As highlighted in the previous section, Danish development efforts have spanned across all regions of the developing world while their scope and intensity have varied significantly across different regions and countries. More than a mere transfer of financial resources, Denmark engages in ongoing policy dialogues with government, civil society, and private sector stakeholders through its local embassies (Engberg-Pedersen, 2014; Danida, 2000 and 2011; OECD-DAC, 2011b). Over time, Danish development partners have used a variety of terms to describe a subset of countries with which they have longer-term (and deeper) engagements that involve both political and financial investments (OECD, 2007 and 2011; Danida, 2010 and 2016).
Denmark’s priority countries are selected based upon three criteria: assessment of development needs, relevance of the partnership with the country, and the opportunity for Denmark to contribute to sustainable results (Danida, 2016). Figure 12 visualises Denmark’s priority countries, the majority of which are in Africa. As Blagescu and Young (2005, p.15) describe, these partnerships “involve obligations” and compliance with the core values of Danish development cooperation (e.g., respect for human rights and democracy, the environment, and good governance), which are closely monitored and evaluated by the Danish government, as well as the partner countries themselves (Engberg-Pedersen 2014).
Figure 12: Denmark’s Priority Countries for Development Cooperation Partnerships
Why is it that Denmark is more influential in some countries than others? To what extent does context matter in determining whether countries view Danish development cooperation more or less favourably? As discussed in sections 2 and 5, participants from sub-Saharan Africa are more familiar with Denmark and view its performance more favourably compared with other regions of the world. Since the 179 participants from 40 low- and middle-income countries reported working with Danish development partners at some phase of the policy process, we have the opportunity to go even deeper to explore the driving factors for variations in Denmark’s perceived performance by country. In the remainder of this section, we identify six of these driving factors.
There is a strong positive relationship between aid intensity and two aspects of perceived performance: agenda-setting influence and helpfulness in reform implementation (see Figure 13). Survey participants from countries that received higher levels of aid from Denmark found Danish development partners to be more influential in shaping policy priorities and helpful in implementing related reforms. In this respect, Denmark’s financial contributions appear to add “weight” to its policy advice as it attempts to influence and support reforms in partner countries.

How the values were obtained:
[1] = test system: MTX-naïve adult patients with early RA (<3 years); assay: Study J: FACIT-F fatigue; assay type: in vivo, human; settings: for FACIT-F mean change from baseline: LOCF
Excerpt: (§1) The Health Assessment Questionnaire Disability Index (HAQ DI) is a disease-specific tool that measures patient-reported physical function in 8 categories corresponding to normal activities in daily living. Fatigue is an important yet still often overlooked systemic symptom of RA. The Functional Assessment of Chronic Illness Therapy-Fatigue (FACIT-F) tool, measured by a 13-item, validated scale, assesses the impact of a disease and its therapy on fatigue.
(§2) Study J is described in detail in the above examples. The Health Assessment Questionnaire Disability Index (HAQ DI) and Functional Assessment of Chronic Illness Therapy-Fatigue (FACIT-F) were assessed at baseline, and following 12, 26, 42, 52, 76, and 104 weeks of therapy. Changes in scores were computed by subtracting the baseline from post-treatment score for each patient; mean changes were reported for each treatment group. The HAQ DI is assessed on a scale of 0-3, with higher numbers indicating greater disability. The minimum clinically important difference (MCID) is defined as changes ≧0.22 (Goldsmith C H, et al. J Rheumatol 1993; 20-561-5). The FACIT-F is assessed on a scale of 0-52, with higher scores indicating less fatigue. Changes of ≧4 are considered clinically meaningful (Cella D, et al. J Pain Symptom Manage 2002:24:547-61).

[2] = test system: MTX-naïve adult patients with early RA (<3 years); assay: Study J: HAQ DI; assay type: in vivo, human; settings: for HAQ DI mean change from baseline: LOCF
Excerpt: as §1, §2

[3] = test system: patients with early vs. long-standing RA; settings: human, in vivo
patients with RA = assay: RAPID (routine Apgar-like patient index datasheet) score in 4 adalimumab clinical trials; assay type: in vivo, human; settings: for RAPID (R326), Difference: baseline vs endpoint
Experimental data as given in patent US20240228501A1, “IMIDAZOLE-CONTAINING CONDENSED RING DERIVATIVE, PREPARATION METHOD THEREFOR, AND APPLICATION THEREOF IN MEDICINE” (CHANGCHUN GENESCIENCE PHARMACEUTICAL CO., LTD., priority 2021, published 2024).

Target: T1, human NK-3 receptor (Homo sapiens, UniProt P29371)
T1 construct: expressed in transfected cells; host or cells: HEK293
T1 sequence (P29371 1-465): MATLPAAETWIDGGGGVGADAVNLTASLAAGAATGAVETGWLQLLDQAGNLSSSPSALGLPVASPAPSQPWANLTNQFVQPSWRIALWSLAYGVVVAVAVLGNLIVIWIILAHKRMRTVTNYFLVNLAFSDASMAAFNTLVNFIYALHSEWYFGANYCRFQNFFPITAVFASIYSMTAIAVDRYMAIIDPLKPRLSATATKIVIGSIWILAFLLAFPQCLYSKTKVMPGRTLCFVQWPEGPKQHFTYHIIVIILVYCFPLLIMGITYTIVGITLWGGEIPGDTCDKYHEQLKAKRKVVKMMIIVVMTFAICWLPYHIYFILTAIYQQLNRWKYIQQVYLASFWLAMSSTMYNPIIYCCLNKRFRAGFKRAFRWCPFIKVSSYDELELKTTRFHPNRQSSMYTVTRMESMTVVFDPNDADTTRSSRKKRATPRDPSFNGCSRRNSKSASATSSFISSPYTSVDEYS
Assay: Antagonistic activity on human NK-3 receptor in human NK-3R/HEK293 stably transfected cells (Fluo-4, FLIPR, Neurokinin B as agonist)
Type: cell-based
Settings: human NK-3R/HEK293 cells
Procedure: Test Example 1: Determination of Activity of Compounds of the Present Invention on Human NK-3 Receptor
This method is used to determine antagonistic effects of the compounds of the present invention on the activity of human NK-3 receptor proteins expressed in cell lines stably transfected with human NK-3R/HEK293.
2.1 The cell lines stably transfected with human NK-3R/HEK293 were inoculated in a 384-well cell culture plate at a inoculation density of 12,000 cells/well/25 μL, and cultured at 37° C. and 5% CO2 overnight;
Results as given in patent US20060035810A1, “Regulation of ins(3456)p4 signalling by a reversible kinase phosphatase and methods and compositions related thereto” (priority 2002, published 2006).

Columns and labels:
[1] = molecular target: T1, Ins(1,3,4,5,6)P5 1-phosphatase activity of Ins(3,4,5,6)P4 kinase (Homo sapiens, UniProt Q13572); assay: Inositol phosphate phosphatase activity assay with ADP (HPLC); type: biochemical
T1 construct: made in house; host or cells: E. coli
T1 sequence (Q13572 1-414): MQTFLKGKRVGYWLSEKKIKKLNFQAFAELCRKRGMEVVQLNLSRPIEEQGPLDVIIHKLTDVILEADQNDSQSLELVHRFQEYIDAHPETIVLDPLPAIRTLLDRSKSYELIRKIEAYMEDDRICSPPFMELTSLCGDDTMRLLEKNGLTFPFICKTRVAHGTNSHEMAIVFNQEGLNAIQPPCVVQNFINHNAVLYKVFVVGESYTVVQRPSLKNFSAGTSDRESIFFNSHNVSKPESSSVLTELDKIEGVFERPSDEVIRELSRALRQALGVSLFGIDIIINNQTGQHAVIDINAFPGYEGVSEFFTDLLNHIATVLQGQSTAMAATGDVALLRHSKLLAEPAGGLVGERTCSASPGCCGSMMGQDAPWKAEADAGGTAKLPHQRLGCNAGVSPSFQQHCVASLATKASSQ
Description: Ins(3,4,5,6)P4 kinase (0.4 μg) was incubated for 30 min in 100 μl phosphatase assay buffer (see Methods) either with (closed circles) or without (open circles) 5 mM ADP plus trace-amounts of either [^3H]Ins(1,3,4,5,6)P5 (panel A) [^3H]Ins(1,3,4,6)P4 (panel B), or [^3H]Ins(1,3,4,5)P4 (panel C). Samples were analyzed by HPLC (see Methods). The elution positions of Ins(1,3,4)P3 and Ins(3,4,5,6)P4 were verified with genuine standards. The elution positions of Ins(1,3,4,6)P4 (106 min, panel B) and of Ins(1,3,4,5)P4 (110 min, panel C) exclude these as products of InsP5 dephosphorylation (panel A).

Figure 13: Aid, Agenda-Setting Influence, and Helpfulness in Reform Implementation
6.2 Partnership ties grow stronger over time and translate into more favourable perceptions of performance.
If partnerships are vehicles for imparting the core values and ideas of Danish development cooperation, the policy influence Denmark exerts in its priority countries versus other countries should vary. Denmark has sought to build a closer tie with its partner/priority countries through policy dialogue and financial support while also carefully monitoring the process of policy reform in those countries (Blagescu and Young 2005). Thus, Danida is expected to enjoy greater leverage on shaping policy priorities of its priority/partner countries, in comparison to non-partner/priority countries where Denmark has lower bargaining power. This is indeed what we find based upon responses to the 2014 Reform Efforts Survey. Denmark’s priority countries see Danish development partners as particularly influential in shaping their reform decisions and helpful in implementing reform efforts, compared to non-priority countries (see Figure 14).